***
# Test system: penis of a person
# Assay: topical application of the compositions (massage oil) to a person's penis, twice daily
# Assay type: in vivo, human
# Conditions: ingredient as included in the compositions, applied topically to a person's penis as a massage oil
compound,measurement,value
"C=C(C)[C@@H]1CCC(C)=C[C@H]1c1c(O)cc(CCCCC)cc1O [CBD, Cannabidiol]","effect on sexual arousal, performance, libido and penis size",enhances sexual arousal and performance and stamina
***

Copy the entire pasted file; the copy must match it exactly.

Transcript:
# Test system: penis of a person
# Assay: topical application of the compositions (massage oil) to a person's penis, twice daily
# Assay type: in vivo, human
# Conditions: ingredient as included in the compositions, applied topically to a person's penis as a massage oil
compound,measurement,value
"C=C(C)[C@@H]1CCC(C)=C[C@H]1c1c(O)cc(CCCCC)cc1O [CBD, Cannabidiol]","effect on sexual arousal, performance, libido and penis size",enhances sexual arousal and performance and stamina